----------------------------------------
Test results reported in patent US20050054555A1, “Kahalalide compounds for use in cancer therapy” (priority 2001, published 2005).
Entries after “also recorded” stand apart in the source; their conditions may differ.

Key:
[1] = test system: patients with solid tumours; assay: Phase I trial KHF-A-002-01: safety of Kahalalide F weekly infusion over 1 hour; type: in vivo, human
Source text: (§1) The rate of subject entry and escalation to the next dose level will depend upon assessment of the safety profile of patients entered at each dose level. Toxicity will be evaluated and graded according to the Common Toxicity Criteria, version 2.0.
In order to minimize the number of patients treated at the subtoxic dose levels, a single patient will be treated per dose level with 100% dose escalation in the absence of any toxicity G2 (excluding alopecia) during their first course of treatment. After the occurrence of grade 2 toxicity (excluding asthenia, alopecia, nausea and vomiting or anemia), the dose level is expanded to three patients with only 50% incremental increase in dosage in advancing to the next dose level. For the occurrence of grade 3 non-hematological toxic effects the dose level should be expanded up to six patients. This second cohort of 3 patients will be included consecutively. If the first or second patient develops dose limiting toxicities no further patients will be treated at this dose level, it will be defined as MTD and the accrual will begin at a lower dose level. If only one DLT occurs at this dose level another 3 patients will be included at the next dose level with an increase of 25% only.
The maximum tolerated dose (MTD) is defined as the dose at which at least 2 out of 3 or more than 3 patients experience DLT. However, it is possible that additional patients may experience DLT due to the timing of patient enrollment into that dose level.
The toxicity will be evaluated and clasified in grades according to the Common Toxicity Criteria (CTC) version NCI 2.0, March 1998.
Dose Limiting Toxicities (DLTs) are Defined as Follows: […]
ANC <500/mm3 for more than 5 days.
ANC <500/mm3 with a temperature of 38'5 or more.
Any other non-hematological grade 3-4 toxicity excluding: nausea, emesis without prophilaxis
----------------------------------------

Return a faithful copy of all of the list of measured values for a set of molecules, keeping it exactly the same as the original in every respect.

Test results reported in patent US20050054555A1, “Kahalalide compounds for use in cancer therapy” (priority 2001, published 2005).
Entries after “also recorded” stand apart in the source; their conditions may differ.

Key:
[1] = test system: patients with solid tumours; assay: Phase I trial KHF-A-002-01: safety of Kahalalide F weekly infusion over 1 hour; type: in vivo, human
Source text: (§1) The rate of subject entry and escalation to the next dose level will depend upon assessment of the safety profile of patients entered at each dose level. Toxicity will be evaluated and graded according to the Common Toxicity Criteria, version 2.0.
In order to minimize the number of patients treated at the subtoxic dose levels, a single patient will be treated per dose level with 100% dose escalation in the absence of any toxicity G2 (excluding alopecia) during their first course of treatment. After the occurrence of grade 2 toxicity (excluding asthenia, alopecia, nausea and vomiting or anemia), the dose level is expanded to three patients with only 50% incremental increase in dosage in advancing to the next dose level. For the occurrence of grade 3 non-hematological toxic effects the dose level should be expanded up to six patients. This second cohort of 3 patients will be included consecutively. If the first or second patient develops dose limiting toxicities no further patients will be treated at this dose level, it will be defined as MTD and the accrual will begin at a lower dose level. If only one DLT occurs at this dose level another 3 patients will be included at the next dose level with an increase of 25% only.
The maximum tolerated dose (MTD) is defined as the dose at which at least 2 out of 3 or more than 3 patients experience DLT. However, it is possible that additional patients may experience DLT due to the timing of patient enrollment into that dose level.
The toxicity will be evaluated and clasified in grades according to the Common Toxicity Criteria (CTC) version NCI 2.0, March 1998.
Dose Limiting Toxicities (DLTs) are Defined as Follows: […]
ANC <500/mm3 for more than 5 days.
ANC <500/mm3 with a temperature of 38'5 or more.
Any other non-hematological grade 3-4 toxicity excluding: nausea, emesis without prophilaxis